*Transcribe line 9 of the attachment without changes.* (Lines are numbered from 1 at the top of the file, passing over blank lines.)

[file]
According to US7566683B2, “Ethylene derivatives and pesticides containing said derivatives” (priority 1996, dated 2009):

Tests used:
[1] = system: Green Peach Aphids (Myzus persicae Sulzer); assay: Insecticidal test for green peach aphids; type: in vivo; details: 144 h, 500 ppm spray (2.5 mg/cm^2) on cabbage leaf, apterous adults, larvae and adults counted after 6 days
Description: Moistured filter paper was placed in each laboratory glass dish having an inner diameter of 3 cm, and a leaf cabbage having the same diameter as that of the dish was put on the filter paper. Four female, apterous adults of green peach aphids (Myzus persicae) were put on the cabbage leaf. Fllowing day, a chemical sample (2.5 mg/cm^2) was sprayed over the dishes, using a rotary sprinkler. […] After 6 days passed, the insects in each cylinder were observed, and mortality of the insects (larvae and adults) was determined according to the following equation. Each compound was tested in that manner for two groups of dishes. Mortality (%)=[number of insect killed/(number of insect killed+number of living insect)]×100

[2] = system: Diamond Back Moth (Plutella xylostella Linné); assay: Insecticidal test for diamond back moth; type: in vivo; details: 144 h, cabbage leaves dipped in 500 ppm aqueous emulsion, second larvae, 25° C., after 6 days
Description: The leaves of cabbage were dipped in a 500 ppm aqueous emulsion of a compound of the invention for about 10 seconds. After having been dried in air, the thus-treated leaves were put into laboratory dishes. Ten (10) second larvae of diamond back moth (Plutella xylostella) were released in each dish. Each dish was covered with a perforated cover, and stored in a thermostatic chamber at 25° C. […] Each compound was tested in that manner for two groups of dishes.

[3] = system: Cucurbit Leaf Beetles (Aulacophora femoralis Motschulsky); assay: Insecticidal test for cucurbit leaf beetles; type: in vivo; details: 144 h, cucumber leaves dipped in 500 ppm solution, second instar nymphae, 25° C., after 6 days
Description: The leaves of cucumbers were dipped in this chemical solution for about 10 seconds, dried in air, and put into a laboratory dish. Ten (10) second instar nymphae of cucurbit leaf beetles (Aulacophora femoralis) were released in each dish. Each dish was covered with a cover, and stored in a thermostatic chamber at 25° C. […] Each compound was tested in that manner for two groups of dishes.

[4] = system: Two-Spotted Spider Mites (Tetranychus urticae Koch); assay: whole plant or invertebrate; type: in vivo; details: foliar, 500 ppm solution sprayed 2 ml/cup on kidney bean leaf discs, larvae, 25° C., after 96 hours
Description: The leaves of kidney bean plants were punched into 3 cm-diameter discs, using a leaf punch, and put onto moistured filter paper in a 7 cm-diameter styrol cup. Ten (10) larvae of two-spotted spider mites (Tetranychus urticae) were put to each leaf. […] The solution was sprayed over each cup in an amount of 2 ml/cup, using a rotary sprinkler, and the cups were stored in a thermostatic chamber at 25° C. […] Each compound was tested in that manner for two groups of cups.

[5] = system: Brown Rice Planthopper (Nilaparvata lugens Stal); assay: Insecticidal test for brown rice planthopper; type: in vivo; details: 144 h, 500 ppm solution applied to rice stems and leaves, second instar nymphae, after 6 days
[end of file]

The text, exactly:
[4] = system: Two-Spotted Spider Mites (Tetranychus urticae Koch); assay: whole plant or invertebrate; type: in vivo; details: foliar, 500 ppm solution sprayed 2 ml/cup on kidney bean leaf discs, larvae, 25° C., after 96 hours